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Date: 22 April 2013

Remarks of Tony Tyler at the ARC Travel Executive Council in Washington

Good evening. It is a great pleasure to be able to address the members of this group. I recognize that I am the only one standing between all of us and dinner, and with that in mind I will keep these remarks relatively brief.

In a few months we will celebrate 100 years of commercial flight. On 1 January 1914 Tony Jannus piloted the first scheduled flight between St. Petersburg and Tampa, Florida, carrying a single passenger. By the way, I’m afraid there’s no truth to the rumor that this passenger was actually a travel agent on a “fam trip”.

Joking aside, the vantage point of nearly a century of operations provides an excellent point to pause and reflect on the amazing transformation aviation has brought. This year, our industry will safely and securely transport more than 3 billion people—equivalent to around 44% of the world’s population--and 48 million tonnes of cargo—representing around 35% of world trade by value. This activity supports 3.5% of global GDP, equivalent to $2.2 trillion annually. We connect people to business and reunite family and friends. And by bringing people of different cultures together, we foster opportunities for greater understanding and friendship.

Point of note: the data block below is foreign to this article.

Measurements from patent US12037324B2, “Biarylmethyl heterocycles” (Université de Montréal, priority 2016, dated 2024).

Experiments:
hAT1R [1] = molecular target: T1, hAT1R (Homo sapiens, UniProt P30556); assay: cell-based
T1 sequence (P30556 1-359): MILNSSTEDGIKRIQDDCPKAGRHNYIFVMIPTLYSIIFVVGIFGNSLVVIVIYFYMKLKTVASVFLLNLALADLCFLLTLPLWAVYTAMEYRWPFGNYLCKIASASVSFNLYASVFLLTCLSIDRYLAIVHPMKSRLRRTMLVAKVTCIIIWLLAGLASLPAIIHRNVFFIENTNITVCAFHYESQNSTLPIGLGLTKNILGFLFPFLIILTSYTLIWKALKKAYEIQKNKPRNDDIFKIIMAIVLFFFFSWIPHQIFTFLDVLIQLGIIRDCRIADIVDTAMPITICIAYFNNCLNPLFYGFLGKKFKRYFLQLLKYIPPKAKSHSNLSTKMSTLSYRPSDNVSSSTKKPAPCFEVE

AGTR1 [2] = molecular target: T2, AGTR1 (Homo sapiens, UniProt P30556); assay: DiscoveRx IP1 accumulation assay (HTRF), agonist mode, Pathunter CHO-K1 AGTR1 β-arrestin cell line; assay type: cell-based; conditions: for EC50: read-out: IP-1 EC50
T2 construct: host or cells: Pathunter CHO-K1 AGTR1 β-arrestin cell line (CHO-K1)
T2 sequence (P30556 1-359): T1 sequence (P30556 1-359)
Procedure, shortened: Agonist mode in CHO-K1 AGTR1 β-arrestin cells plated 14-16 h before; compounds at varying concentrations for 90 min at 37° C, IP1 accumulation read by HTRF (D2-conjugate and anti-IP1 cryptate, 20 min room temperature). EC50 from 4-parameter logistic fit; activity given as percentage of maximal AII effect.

But airlines could not do it alone. You are important business partners in this endeavor. Our relationship is built upon decades of cooperation and working together, underpinned by the enormous value that we provide to one another.

I’m guessing that for most if not all of you, the Airlines Reporting Corporation (ARC) is a much more familiar name than IATA, which does not provide billing and settlement services within the US. So please excuse this brief commercial. IATA accreditation through the Passenger Agency Program provides travel agencies with access to more than 240 IATA airline members around the globe and to a further 160 airlines that have joined the IATA Billing and Settlement Plan (BSP), while the IATA BSP, and BSPlink provide a single standard interface, greatly simplifying the invoicing and payment process between yourselves and multiple airlines. Last year, the BSP processed $249.4 billion in payments with a 99.971% collection rate.

Conversely, airlines have access to an experienced, motivated and highly capable sales force of IATA-accredited travel agents. Approximately 60% of airline tickets by value are sold via the travel agent/global distribution system (GDS) network. A significant share of this represents higher-value business travel tickets that have a disproportionate impact on our members’ financial performance.